Unfortunat ely, the article on Myrtle Rust in the December issue of Indigenotes was very timely with the rust being first detected in Victoria in late December 2011. Since mid 2010 this fungus, originating in South America, has spread throughout the east coast of Australia from a location in northern NSW. It attacks a wide range of hosts in the family Myrtaceae, including gum trees, bottlebrushes and tea-trees.
As of 10 February, DPI had confirmed 23 outbreaks, mainly in wholesale nurseries. These have mostly been on cultivars of non-indigenous trees however it is likely that the disease will spread to susceptible local plants in gardens and bushland. DPI is still in a ‘containment’ phase that aims to slow the spread of the disease.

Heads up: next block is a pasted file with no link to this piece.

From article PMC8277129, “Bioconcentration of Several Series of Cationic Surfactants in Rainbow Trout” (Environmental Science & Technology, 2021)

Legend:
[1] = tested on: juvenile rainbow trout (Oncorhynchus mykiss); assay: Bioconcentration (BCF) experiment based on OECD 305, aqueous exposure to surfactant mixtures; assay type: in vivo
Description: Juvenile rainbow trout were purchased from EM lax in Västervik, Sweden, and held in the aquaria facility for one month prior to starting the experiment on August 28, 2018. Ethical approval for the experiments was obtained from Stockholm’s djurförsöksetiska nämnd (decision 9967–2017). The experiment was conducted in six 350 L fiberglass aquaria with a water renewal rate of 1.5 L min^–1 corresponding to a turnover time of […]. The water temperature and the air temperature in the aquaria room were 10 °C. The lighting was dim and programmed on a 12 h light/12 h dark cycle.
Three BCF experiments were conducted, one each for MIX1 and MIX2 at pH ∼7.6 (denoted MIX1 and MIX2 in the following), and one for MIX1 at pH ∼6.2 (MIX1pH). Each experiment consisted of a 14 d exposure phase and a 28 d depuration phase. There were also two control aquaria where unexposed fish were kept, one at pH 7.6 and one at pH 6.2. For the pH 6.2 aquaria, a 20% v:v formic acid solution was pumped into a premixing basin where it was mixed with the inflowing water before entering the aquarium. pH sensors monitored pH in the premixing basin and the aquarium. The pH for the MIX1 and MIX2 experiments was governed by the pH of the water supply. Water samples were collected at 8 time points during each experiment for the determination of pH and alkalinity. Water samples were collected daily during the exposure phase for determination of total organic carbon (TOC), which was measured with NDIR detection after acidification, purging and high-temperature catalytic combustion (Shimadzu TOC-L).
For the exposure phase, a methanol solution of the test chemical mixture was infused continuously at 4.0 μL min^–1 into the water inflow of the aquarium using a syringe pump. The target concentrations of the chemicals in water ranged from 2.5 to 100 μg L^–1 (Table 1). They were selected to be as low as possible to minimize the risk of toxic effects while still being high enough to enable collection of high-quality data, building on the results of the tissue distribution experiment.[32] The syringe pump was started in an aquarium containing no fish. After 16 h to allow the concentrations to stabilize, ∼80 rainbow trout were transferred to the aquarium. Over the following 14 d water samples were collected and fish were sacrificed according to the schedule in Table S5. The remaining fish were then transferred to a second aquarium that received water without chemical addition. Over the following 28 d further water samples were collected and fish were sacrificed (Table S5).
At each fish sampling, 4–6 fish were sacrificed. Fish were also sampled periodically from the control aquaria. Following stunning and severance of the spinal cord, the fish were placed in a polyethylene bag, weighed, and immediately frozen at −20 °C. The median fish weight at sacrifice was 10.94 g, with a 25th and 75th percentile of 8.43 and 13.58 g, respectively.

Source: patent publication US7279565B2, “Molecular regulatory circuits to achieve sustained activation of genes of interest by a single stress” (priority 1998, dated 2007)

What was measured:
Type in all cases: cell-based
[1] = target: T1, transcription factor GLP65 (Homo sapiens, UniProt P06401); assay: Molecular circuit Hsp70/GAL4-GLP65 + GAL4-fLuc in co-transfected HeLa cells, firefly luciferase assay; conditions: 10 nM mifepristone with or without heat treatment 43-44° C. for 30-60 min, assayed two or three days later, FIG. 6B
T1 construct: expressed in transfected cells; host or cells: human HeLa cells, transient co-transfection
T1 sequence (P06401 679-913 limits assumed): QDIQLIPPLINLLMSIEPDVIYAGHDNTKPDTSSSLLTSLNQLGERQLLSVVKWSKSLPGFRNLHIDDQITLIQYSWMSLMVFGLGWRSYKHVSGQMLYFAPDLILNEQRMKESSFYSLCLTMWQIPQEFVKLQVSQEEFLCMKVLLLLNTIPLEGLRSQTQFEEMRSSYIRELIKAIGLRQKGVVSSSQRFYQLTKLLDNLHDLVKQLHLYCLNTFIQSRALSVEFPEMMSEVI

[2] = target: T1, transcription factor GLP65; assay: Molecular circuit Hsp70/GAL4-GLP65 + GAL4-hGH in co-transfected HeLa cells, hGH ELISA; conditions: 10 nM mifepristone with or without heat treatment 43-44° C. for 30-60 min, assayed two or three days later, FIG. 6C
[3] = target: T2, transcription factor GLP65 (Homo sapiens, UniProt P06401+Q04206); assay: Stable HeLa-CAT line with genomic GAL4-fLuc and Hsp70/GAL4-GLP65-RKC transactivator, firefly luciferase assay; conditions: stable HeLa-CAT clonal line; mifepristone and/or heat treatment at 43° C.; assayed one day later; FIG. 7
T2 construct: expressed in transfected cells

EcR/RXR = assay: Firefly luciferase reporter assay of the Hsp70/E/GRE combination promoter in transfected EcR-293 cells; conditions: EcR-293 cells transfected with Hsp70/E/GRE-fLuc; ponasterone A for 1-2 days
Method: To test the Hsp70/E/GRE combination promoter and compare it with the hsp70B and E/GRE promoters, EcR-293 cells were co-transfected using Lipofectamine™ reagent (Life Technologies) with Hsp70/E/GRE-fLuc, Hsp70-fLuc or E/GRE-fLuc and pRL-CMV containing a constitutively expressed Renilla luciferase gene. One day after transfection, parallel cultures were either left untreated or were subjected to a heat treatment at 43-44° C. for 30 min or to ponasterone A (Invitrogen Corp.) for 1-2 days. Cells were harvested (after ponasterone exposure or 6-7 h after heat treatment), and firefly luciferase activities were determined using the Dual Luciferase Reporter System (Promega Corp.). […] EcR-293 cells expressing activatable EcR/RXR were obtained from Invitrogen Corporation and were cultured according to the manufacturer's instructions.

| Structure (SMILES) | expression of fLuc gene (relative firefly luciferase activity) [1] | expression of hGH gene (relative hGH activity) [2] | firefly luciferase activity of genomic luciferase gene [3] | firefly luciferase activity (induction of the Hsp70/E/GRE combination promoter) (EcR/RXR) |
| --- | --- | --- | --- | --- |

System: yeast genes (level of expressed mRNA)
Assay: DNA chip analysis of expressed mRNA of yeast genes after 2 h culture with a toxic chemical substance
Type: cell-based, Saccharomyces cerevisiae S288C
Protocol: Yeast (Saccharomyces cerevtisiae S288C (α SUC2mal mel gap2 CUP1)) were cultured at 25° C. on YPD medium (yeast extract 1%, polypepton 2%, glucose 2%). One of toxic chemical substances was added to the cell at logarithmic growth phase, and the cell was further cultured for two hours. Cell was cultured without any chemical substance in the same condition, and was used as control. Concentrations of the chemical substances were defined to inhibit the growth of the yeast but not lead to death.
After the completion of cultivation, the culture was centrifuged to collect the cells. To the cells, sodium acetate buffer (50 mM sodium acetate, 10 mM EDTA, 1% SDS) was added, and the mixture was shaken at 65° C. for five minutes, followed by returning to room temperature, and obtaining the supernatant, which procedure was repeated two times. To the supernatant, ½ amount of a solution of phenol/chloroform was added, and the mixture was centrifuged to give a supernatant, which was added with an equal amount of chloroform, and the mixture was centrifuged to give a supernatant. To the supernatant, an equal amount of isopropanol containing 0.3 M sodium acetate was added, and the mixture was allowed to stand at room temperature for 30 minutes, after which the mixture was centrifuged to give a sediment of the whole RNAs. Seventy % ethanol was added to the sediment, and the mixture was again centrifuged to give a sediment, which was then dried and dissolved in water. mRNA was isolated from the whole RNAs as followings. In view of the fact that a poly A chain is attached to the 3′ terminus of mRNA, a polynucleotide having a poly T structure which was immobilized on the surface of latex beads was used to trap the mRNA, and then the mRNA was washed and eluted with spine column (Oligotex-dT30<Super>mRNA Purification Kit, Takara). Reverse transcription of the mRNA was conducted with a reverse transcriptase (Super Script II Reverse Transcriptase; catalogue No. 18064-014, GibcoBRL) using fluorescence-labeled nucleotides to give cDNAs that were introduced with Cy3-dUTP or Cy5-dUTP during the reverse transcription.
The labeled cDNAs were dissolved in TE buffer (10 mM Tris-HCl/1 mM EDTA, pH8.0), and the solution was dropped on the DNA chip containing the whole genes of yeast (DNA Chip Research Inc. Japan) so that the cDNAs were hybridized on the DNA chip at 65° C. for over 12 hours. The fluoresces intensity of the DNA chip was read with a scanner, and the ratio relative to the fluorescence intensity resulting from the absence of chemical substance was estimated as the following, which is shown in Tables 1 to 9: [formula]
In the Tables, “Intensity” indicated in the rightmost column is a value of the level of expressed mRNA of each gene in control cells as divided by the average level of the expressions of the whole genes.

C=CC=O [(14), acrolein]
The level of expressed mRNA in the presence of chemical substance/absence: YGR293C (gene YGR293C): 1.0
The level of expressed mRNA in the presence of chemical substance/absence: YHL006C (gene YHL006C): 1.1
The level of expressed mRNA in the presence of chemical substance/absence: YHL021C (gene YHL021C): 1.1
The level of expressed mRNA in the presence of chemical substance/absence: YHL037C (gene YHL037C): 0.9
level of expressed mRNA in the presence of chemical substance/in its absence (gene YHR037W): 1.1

Please, IFFA folk,
Keep abreast of developments by visiting DPI websites Understand how to avoid spreading the disease. Humans and their activities have been instrumental in accelerating the spread of Myrtle Rust.
Most importantly, share what you learn with colleagues and anyone else who wants to give our gumtrees and bottlebrushes, tea-trees and paperbarks their best chance of survival.
Information and links to identification and notification: http://www.dpi.vic.gov.au/forestry/pests-diseases-weeds/diseases/myrtle-rust